What Types Of Boxing Gloves Are There?

What Types Of Boxing Gloves Are There?

Whether you’ve been training for a while, or are just considering taking it up, you’ll no doubt have noticed that not all boxing gloves are the same. There’s actually more variation than you would expect, and each style of glove has its own uses. Here’s a quick run-down on most of the types of boxing gloves you may come across.

What Types Of Boxing Gloves Are There?

Training/bag gloves

You’ll often find brands advertising boxing gloves as training gloves or bag gloves*. These are basically your typical all-round boxing glove. Sometimes they’re built for bag and pad work, however they’re usually pretty versatile and useful in any type of training. For most of what you’ll be doing, you’ll probably be using a pair of these. Not all general purpose gloves are labelled as training gloves though, and are often just referred to as boxing gloves.

*Please note, there is a difference between modern bag gloves (also referred to as ‘super’ bag gloves) and the traditional style of bag gloves as mentioned later in the article. We advise to stay away from traditional bag gloves as much as possible as they lack the support and protection of modern boxing gloves.

What Types Of Boxing Gloves Are There?

Sparring gloves

In sparring, the aim of boxing gloves are to protect both you and your sparring partner, not to knock them out. You could use any pair of boxing gloves for sparring (assuming they’re an acceptable weight), however many brands sell specific sparring gloves which are optimised for the activity. Sparring gloves are pretty similar to training gloves, however the padding is usually slightly softer or more cushioned with better optimised distribution, to make impacts less sharp. Sparring gloves are often sold in a variety of weights, however you should only really be using these at 14oz or above, depending on your bodyweight.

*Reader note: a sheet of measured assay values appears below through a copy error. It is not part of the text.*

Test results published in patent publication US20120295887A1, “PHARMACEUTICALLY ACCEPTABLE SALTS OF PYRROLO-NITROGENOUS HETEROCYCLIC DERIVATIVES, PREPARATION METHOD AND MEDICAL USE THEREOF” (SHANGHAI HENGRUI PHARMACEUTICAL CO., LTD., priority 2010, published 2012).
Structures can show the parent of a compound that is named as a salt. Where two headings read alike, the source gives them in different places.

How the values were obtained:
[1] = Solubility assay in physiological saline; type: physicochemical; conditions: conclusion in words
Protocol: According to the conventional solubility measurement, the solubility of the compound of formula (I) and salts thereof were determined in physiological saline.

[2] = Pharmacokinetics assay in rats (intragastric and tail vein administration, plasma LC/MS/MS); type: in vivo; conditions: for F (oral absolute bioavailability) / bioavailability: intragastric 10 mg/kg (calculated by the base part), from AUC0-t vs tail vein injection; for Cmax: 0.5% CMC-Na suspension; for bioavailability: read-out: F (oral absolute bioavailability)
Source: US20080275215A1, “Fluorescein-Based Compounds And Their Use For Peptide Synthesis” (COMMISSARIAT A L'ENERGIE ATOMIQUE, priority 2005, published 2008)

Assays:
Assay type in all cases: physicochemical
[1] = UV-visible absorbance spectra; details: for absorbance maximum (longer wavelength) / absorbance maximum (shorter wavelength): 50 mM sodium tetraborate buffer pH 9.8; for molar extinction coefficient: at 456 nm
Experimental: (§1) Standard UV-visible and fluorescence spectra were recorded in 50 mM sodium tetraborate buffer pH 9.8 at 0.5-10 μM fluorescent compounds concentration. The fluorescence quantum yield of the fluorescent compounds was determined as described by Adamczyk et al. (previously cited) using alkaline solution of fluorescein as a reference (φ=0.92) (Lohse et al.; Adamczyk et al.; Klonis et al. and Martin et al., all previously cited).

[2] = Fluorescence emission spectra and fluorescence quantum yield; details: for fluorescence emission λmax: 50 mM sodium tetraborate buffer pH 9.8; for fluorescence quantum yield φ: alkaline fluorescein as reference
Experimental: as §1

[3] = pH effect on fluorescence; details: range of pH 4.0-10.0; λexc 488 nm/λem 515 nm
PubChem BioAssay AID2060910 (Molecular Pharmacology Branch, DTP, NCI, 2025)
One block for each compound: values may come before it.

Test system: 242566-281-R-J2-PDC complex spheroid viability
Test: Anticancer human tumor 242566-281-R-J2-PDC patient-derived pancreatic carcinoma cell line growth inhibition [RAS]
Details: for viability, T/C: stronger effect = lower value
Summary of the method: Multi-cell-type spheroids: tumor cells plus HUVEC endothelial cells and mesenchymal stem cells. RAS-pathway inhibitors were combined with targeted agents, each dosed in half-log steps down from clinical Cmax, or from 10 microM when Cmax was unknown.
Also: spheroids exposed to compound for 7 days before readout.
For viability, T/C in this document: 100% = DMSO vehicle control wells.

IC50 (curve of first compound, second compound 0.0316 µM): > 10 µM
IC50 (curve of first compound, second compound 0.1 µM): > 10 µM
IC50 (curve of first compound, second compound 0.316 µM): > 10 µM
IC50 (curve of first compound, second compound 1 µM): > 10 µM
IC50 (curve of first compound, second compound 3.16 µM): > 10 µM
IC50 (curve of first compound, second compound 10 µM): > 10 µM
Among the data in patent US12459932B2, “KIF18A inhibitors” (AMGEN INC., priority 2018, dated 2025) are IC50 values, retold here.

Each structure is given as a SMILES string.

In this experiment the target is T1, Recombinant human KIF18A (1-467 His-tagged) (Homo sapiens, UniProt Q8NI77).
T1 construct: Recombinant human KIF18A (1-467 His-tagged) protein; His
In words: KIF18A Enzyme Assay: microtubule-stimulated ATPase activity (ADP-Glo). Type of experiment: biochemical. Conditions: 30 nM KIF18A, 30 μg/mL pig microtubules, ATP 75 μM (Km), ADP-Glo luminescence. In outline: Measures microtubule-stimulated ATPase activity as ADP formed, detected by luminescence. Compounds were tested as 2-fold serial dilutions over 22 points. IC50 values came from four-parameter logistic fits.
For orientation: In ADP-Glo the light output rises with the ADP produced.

It’s always the coach’s decision whether or not you’re able to wear a pair of gloves during sparring. Your coach likely has a lifetime of experience under their belt and without a doubt knows more than you do, so if they believe your gloves are the wrong weight, unsafe or just generally unsuitable, then take their word for it. It’s always best to check what weight of glove your gym suggest you should be using to spar and to make sure you buy your glove from a reputable brand if possible. Most of it comes down to common sense though; if you’re a bigger guy trying to get away with using some worn-out, second hand 14oz gloves from a dodgy looking brand nobody’s ever heard of, then you should really know better.

What Types Of Boxing Gloves Are There?

Amateur Competition Gloves

You’ll probably never need to buy yourself a pair of these, but it’s worth knowing what they are. Amateur boxing competitions tend to use a specific style of gloves, which are usually provided to the fighters by the promotion. The gloves are typically coloured red or blue, depending on the fighters corner. It’s also not unusual for the knuckle area of the glove highlighted. These features make it much clearer for the judges to score the fight.

What Types Of Boxing Gloves Are There?

Professional gloves

You should only really be worried about professional gloves if you’re planning on competing. As the name suggests, these are boxing gloves which are specifically built for use in professional competition, and often sacrifice hand protection and sometimes comfort to maximise offence. Usually the padding is much firmer, also making the gloves smaller and more compact. In a way these gloves are designed to deliver as sharp a blow as possible with each punch. Professional boxing gloves aren’t really suited to everyday training however, and shouldn’t really be used much outside competition. For most competitions you’ll be using 8oz or 10oz gloves depending on the weight. Pro gloves are almost always lace-up, as it’s rare for high level competitions to allow Velcro boxing gloves at all.

Don’t be fooled by the ‘pro-style’ boxing gloves sold for dirt cheap in your local sports store, those are just brands using the term as an advertising gimmick and are often just basic training gloves. True professional boxing gloves aren’t cheap in the slightest, and many boxers pay hundereds for a good pair.